Reputedly the first punk band from Birmingham, The Prefects became the much longer-running Nightingales before they made their official recorded debut in 1980. Motivated by Ramones and the Sex Pistols, they also referred to such proto-punk acts as Captain Beefheart and New York Dolls, and created an identity all their own, despite their short lifespan. The Prefects’ studio legacy consists of two ‘Peel Sessions’ that have been supplemented with assorted live recordings, anthologized most extensively by ‘Amateur Wankers’ (Acute, 2004) and ‘Going Through the Motions’ (Call of the Void, 2019).
The Prefects took shape when guitarist Alan Apperley and drummer Paul Apperley placed an ad in a local newspaper and consequently attracted vocalist Robert Lloyd and drummer Graham Blunt. Beginning in March 1977, they gigged around their Birmingham home base, and within only a couple months opened for The Clash during the ‘White Riot’ tour. In August 1978 and January 1979, The Prefects made their only studio recordings, a pair of four-song sessions for John Peel’s BBC program. Alan Apperley and Lloyd were the only members present at both visits to BBC’s Maida Vale Studios; Joe Crow, Ted Ward, and Adrian Moran filled out the 1978 lineup, and were effectively replaced five months later by David Twist on drums and Eamonn Duffy on bass, with Andy Burchell and Dave Whitton supporting respectively on clarinet and saxophone. By the end of 1979, The Prefects had morphed into The Nightingales, a far less combustible act.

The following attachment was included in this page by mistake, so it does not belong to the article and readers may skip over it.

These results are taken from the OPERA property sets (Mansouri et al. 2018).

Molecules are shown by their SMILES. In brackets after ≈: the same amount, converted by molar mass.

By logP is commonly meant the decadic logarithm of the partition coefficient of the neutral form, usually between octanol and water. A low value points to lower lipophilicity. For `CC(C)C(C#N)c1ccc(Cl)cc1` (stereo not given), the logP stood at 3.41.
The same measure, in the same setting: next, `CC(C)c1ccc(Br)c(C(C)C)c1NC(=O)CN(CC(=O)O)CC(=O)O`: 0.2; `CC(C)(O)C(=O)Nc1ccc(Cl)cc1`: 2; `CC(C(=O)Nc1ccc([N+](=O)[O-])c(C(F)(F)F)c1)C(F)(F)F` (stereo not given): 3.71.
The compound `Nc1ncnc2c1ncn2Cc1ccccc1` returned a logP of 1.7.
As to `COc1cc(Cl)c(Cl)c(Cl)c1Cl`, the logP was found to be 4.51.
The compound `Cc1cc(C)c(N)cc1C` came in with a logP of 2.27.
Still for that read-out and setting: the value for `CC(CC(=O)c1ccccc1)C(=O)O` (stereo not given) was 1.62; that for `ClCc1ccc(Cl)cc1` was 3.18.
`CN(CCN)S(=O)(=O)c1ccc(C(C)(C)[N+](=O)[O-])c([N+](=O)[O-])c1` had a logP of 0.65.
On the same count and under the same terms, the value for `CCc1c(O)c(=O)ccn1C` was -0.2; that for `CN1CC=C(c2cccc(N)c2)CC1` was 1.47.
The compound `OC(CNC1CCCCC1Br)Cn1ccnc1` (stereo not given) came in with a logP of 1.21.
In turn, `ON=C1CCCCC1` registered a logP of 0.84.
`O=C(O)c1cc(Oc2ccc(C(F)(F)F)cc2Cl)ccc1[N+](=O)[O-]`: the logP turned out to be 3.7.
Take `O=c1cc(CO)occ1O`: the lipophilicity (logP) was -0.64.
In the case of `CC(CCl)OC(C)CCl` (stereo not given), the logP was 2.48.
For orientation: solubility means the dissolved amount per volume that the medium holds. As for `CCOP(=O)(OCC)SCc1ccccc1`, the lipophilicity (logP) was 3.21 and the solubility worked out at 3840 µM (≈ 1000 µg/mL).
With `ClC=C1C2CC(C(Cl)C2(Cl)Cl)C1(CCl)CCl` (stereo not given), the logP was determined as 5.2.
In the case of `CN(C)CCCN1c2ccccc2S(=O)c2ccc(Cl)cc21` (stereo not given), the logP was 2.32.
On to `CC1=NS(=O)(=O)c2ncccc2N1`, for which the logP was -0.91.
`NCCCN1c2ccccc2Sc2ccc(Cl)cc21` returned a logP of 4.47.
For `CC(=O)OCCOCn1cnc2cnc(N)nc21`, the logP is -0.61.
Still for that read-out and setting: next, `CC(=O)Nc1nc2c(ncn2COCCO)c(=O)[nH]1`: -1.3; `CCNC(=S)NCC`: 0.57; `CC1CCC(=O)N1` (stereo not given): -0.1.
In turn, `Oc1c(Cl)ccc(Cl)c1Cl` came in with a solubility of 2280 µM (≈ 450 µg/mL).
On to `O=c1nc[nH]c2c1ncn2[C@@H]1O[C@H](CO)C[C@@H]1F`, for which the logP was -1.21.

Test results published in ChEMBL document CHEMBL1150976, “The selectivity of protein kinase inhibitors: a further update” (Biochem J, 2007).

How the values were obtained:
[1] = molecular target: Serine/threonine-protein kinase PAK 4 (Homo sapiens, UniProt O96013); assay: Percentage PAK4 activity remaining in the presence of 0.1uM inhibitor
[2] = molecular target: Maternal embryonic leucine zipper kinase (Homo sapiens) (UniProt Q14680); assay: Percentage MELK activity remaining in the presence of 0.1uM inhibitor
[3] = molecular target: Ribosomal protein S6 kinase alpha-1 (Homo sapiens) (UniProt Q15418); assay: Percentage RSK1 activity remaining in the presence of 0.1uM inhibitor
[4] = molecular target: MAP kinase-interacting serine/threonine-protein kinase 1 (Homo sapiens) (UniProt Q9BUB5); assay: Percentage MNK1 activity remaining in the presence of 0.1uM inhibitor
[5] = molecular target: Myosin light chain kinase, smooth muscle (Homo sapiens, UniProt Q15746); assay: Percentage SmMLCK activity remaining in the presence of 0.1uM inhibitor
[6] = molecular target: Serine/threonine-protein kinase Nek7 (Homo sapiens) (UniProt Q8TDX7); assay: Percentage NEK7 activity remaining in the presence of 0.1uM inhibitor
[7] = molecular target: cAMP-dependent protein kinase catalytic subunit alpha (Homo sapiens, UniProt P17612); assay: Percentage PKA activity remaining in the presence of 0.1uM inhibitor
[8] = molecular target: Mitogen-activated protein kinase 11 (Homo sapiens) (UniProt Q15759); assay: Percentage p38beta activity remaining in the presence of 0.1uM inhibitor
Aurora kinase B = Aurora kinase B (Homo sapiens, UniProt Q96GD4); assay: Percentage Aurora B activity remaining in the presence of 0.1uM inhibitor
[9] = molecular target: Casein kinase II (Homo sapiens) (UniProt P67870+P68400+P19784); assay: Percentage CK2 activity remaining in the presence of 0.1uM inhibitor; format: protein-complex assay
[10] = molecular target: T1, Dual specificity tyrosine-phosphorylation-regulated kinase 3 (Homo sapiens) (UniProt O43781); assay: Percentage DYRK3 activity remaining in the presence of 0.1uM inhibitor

Every Prefects release is therefore posthumous. Through Lloyd’s Vindaloo label, and at the behest of Rough Trade, the band released a 1980 single consisting of two songs (“Going Through the Motions” and “Things in General”) taken from the Maida Vale Sessions. Seven years later, the second session was issued in full as a volume in Strange Fruit’s extensive ‘The Peel Sessions’ series. ‘Amateur Wankers’, released by Acute in 2004, and ‘Going Through the Motions’, issued 15 years later on Call Of The Void, both contained the eight BBC cuts and added varying small quantities of live material. Between those compilations, the Caroline True label circulated a 1978 hometown gig. The Prefects did reunite on-stage in 2001, but The Nightingales have remained Lloyd’s primary creative outlet all along.
(Andy Kellman – AMG)